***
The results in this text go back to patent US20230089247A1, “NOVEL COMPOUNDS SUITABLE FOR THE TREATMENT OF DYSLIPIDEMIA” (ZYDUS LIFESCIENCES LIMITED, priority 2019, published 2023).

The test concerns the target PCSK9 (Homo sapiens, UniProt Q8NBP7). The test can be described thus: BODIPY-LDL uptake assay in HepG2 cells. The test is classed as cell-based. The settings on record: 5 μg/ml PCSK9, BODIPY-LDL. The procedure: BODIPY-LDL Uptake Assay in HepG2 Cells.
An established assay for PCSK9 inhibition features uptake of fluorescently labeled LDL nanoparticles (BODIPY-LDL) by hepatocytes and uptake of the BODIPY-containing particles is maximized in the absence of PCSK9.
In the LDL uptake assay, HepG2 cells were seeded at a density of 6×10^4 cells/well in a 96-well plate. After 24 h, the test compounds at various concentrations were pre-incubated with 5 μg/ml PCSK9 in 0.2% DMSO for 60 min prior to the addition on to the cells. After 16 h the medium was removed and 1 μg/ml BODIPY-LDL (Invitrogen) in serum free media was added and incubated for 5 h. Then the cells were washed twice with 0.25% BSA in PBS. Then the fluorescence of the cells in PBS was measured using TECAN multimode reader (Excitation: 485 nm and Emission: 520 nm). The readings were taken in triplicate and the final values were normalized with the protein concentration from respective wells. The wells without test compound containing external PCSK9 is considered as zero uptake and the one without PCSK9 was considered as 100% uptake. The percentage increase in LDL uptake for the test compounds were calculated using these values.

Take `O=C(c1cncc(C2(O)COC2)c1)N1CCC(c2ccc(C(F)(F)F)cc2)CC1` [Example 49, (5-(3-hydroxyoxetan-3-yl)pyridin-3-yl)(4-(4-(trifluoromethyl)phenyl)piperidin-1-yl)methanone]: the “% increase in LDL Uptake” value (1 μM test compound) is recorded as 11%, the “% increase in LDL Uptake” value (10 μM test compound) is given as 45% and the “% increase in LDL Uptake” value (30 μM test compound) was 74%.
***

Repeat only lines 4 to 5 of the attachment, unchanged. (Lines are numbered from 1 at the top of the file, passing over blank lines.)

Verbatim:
In the LDL uptake assay, HepG2 cells were seeded at a density of 6×10^4 cells/well in a 96-well plate. After 24 h, the test compounds at various concentrations were pre-incubated with 5 μg/ml PCSK9 in 0.2% DMSO for 60 min prior to the addition on to the cells. After 16 h the medium was removed and 1 μg/ml BODIPY-LDL (Invitrogen) in serum free media was added and incubated for 5 h. Then the cells were washed twice with 0.25% BSA in PBS. Then the fluorescence of the cells in PBS was measured using TECAN multimode reader (Excitation: 485 nm and Emission: 520 nm). The readings were taken in triplicate and the final values were normalized with the protein concentration from respective wells. The wells without test compound containing external PCSK9 is considered as zero uptake and the one without PCSK9 was considered as 100% uptake. The percentage increase in LDL uptake for the test compounds were calculated using these values.

Take `O=C(c1cncc(C2(O)COC2)c1)N1CCC(c2ccc(C(F)(F)F)cc2)CC1` [Example 49, (5-(3-hydroxyoxetan-3-yl)pyridin-3-yl)(4-(4-(trifluoromethyl)phenyl)piperidin-1-yl)methanone]: the “% increase in LDL Uptake” value (1 μM test compound) is recorded as 11%, the “% increase in LDL Uptake” value (10 μM test compound) is given as 45% and the “% increase in LDL Uptake” value (30 μM test compound) was 74%.